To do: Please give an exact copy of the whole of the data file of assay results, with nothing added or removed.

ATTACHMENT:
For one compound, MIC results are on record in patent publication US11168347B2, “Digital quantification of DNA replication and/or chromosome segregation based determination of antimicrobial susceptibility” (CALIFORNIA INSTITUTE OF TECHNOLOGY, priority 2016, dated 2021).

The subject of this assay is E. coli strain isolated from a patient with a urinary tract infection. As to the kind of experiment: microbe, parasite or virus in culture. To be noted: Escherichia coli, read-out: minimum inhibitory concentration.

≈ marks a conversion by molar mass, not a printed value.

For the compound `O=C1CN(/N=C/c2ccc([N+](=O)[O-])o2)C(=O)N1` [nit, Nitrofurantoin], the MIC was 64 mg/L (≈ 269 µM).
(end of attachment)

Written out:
For one compound, MIC results are on record in patent publication US11168347B2, “Digital quantification of DNA replication and/or chromosome segregation based determination of antimicrobial susceptibility” (CALIFORNIA INSTITUTE OF TECHNOLOGY, priority 2016, dated 2021).

The subject of this assay is E. coli strain isolated from a patient with a urinary tract infection. As to the kind of experiment: microbe, parasite or virus in culture. To be noted: Escherichia coli, read-out: minimum inhibitory concentration.

≈ marks a conversion by molar mass, not a printed value.

For the compound `O=C1CN(/N=C/c2ccc([N+](=O)[O-])o2)C(=O)N1` [nit, Nitrofurantoin], the MIC was 64 mg/L (≈ 269 µM).